How has a special friend enriched your life?

The Power of Forgiveness

In my current work in progress, I deal in part with the topic of forgiveness. One thing I have learned over the years is that without forgiveness there is no emotional or spiritual healing. Even our physical bodies can be affected when we hold grudges or harbor ill feelings towards someone who has wronged us.

On October 2, 2006, a terrible tragedy that shocked the world occurred in a small Pennsylvania Amish community. An English man, who lived and worked in the area, entered an Amish schoolhouse and shot ten girls. Five were killed and five were seriously injured. Everyone in the community, the children’s families most of all, were stunned and deeply wounded by this senseless, unbelievable act. Instead of anger and retribution, however, the families of the dead and injured chose to forgive the man who had done the evil deed. A few days after the attack I was asked by a reporter if it was true that the Amish would really forgive the shooter, and if so, how could that be? I replied: “It is true that the Amish will forgive the man, but this kind of forgiveness only comes from God.”
The Amish community not only forgave the shooter, but they raised money to help the man’s wife and children through the ordeal. As surprising as it might have seemed to the world, half of the mourners at the gunman’s funeral were Amish. The Amish knew they had a choice to make. They could either harbor resentment or choose to forgive. They knew that without forgiveness, their hearts would never heal.
Is there someone you need to forgive? Is there something you need to seek forgiveness for? Why not do that today?

Grandma’s Quilt

My fascination with quilts began when my mother gave me the old patchwork quilt her mother had made over 90 years ago. As a child, I loved touching the oddly shaped velveteen patches, scattered among colorful cotton and pieces of woolen material. When my daughter got married I passed the quilt on to her. Although none of us had the privilege of meeting my grandmother, since she died when my mother was a girl, her legacy lives on through that beautiful patchwork quilt.

A lot of effort goes into making quilts, and the quilts I now have in my home give me a sense of joy and peace. I’ve mentioned them in several of my Amish-themed novels because I know how important quilts are to my Amish friends.

Do you own something special that was passed on to you from a family member? How has having that item affected your life?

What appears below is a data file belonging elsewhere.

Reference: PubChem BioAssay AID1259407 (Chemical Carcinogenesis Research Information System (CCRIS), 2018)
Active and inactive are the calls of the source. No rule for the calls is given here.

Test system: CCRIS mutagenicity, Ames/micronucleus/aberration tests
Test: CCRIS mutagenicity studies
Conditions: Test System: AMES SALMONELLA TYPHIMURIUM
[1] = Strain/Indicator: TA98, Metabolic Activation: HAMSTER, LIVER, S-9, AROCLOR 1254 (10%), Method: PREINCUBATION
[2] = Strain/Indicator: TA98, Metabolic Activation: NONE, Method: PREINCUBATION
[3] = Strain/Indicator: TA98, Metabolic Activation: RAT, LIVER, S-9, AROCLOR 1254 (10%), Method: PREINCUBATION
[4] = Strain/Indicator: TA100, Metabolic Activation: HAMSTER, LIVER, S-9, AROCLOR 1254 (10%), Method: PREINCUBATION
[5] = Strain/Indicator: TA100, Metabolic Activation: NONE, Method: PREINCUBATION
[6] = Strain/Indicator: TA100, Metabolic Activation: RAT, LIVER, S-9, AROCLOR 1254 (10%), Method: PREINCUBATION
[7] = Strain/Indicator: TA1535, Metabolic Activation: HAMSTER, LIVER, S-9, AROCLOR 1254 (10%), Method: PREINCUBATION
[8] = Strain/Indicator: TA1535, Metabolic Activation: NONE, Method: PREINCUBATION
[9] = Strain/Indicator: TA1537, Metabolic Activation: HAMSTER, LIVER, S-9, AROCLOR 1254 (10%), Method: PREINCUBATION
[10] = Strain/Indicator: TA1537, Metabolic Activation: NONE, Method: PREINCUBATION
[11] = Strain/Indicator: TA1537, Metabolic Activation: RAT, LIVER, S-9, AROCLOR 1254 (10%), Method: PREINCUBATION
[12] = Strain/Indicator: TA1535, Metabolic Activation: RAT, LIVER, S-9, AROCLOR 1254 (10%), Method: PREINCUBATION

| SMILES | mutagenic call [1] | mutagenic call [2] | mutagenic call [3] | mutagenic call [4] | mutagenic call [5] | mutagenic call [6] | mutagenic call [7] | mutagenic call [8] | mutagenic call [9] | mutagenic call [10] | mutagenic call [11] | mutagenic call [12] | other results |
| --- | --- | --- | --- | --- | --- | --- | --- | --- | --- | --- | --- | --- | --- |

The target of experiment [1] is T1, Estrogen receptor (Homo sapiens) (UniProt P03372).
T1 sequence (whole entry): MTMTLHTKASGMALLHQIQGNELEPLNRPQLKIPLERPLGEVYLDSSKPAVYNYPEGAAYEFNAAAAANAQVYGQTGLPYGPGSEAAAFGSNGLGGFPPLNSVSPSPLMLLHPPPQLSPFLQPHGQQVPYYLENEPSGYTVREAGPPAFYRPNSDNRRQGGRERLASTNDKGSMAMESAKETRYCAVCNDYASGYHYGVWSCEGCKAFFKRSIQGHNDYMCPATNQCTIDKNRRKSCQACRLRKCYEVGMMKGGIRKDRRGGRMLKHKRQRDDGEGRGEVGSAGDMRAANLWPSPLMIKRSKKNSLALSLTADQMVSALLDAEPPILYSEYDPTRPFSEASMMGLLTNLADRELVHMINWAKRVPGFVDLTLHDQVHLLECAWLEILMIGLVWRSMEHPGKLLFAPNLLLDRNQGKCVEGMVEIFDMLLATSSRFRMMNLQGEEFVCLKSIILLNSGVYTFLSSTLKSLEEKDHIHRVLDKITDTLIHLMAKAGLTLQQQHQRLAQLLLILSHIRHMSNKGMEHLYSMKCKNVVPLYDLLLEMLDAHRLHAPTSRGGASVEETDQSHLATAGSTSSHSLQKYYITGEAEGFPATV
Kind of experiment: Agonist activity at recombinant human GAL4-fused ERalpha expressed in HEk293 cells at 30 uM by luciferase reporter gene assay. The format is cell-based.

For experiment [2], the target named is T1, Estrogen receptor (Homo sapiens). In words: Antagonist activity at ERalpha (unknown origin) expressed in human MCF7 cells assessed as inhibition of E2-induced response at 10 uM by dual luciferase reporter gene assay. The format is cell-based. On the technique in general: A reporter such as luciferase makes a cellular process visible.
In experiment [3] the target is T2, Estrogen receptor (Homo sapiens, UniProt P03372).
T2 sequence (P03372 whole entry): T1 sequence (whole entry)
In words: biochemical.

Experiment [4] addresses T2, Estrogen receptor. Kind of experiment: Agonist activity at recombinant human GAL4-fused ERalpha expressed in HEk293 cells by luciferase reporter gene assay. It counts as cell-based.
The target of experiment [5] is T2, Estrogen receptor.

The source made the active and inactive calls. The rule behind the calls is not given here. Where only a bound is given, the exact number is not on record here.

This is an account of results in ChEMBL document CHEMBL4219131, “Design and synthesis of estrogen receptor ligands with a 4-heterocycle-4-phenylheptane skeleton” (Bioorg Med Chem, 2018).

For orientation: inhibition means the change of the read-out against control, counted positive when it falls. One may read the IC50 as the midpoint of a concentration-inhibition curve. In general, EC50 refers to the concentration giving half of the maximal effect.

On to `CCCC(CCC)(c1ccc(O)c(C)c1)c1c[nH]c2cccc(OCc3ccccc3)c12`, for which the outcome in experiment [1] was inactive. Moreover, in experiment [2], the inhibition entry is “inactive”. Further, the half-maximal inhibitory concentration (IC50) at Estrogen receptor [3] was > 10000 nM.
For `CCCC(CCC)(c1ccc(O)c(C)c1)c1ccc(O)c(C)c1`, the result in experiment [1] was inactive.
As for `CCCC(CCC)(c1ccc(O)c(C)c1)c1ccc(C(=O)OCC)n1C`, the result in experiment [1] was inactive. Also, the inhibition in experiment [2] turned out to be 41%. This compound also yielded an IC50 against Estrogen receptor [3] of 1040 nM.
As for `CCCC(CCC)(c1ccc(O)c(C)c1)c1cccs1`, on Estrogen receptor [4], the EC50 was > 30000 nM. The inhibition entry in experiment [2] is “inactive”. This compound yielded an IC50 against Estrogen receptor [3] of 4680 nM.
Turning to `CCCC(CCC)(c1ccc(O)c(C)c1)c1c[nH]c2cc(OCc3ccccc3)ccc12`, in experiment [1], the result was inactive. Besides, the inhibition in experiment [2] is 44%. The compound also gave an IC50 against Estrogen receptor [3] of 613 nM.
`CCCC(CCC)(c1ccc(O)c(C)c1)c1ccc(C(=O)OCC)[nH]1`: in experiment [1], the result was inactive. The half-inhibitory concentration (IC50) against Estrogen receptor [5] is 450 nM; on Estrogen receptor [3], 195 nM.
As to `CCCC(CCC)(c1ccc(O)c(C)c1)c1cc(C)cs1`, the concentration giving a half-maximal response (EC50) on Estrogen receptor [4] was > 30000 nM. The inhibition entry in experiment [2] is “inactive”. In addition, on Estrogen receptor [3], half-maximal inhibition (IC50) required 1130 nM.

Amish Values

In a recent interview I was asked what draws me to the Amish. My answer was that I am drawn to their strong, Christian values. Since my husband and I have many Amish friends, and have been able to spend a good deal of time with them, I’ve had the opportunity to observe these values. For my Amish friends, God comes first, and then their relationship with family. I have seen our Amish friends make sacrifices to help family members. I have witnessed the close fellowship and strong ties they have with family, which is something I think we all need and should cherish.

Now it’s your turn to answer the interviewer’s question: What draws you to the Amish?


On March 3, 2015 the first book in my new Prairie State Friends series will be published. I chose to write this series because I know the value of friendship. I appreciate the friends I’ve been blessed with, some whom I have known since I was a girl. Others are newer friends, but all are equally special. Some friends live near me, while others reside in other parts of the country. No matter where my friends live, I know I can count on them, if only to pray when I have a need.

A true friend is loyal, loving, encouraging, compassionate, understanding, and so much more. Those are the attributes of the three special friends in my 3-book series set in the Amish community of Arthur, Illinois.

In Proverbs 17:17 it says “A friend loveth at all times.” In the Book of John, chapter 15:12 we are told, “Greater love hath no man than this, that a man lay down his life for his friends.”

Is there a special friend in your life you wish to thank this week? What are some ways we can show our love and appreciation to our friends?

The Opposite of Worry

In my Simple Life devotional book, I share a story entitled “Going Nowhere.” It’s about a woman named Sylvia who worries all the time. Sylvia’s daughter reminds her that worrying will not prevent something from happening. She told her mother that “Worry is like rocking in a chair. It gives you something to do, but it never goes anywhere.”

Philippians 4:6-7 (NIV) offers a good alternative to worry. “Do not be anxious about anything, but in every situation, by prayer and petition, with thanksgiving, present your requests to God. And the peace of God, which transcends all understanding, will guard your hearts and your minds in Christ Jesus.”

With worry comes stress, and stress can cause us to become sick. It’s like a vicious cycle. Prayer and faith are the opposite of worry; they bring the peace of God that help us relax and give our troubles to Him. There’s an old saying that’s helpful to remember whenever we begin to worry: “When worry knocks at the door, send faith to answer it, and you’ll find no one is there.”

Is there something or someone you’re worried about? Ask God to fill your heart and mind with peace as you give your concerns to Him.